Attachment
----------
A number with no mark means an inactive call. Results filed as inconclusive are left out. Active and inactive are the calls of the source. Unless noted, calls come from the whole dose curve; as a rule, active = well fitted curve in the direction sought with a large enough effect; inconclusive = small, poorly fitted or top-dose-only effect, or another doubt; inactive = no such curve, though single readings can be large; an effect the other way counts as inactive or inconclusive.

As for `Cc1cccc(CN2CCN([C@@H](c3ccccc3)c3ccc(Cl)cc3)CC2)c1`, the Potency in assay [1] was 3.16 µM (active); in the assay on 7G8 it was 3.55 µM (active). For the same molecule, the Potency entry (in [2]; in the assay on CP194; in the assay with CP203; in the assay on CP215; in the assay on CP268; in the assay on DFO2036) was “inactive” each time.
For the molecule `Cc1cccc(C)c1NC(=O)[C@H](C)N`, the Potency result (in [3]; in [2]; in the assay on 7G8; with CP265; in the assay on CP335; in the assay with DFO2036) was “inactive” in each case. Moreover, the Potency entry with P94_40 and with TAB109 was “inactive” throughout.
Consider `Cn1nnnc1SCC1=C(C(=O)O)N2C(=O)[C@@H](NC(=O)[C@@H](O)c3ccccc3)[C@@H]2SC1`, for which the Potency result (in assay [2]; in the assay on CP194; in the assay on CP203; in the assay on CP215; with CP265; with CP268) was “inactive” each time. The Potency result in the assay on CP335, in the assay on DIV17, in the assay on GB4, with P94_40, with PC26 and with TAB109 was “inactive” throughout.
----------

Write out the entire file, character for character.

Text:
A number with no mark means an inactive call. Results filed as inconclusive are left out. Active and inactive are the calls of the source. Unless noted, calls come from the whole dose curve; as a rule, active = well fitted curve in the direction sought with a large enough effect; inconclusive = small, poorly fitted or top-dose-only effect, or another doubt; inactive = no such curve, though single readings can be large; an effect the other way counts as inactive or inconclusive.

As for `Cc1cccc(CN2CCN([C@@H](c3ccccc3)c3ccc(Cl)cc3)CC2)c1`, the Potency in assay [1] was 3.16 µM (active); in the assay on 7G8 it was 3.55 µM (active). For the same molecule, the Potency entry (in [2]; in the assay on CP194; in the assay with CP203; in the assay on CP215; in the assay on CP268; in the assay on DFO2036) was “inactive” each time.
For the molecule `Cc1cccc(C)c1NC(=O)[C@H](C)N`, the Potency result (in [3]; in [2]; in the assay on 7G8; with CP265; in the assay on CP335; in the assay with DFO2036) was “inactive” in each case. Moreover, the Potency entry with P94_40 and with TAB109 was “inactive” throughout.
Consider `Cn1nnnc1SCC1=C(C(=O)O)N2C(=O)[C@@H](NC(=O)[C@@H](O)c3ccccc3)[C@@H]2SC1`, for which the Potency result (in assay [2]; in the assay on CP194; in the assay on CP203; in the assay on CP215; with CP265; with CP268) was “inactive” each time. The Potency result in the assay on CP335, in the assay on DIV17, in the assay on GB4, with P94_40, with PC26 and with TAB109 was “inactive” throughout.